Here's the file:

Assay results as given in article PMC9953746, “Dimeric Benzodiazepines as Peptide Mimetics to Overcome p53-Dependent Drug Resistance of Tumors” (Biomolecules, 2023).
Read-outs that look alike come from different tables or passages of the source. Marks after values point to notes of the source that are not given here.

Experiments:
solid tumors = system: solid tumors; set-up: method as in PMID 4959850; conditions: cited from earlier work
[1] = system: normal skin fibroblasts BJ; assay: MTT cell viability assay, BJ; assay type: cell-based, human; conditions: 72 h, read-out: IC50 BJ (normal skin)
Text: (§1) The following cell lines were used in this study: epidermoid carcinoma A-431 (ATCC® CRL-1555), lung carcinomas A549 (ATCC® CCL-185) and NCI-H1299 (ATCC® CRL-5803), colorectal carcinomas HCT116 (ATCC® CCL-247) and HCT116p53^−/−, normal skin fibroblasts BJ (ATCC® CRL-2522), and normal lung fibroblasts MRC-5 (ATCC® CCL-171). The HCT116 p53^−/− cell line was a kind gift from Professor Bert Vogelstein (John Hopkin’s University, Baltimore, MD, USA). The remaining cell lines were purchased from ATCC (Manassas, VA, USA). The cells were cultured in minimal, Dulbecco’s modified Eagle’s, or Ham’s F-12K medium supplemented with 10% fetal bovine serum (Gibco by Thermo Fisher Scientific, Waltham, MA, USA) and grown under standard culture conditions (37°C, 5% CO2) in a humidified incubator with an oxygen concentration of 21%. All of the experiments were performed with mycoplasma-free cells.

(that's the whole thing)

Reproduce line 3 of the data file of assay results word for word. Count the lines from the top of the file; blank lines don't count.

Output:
Experiments: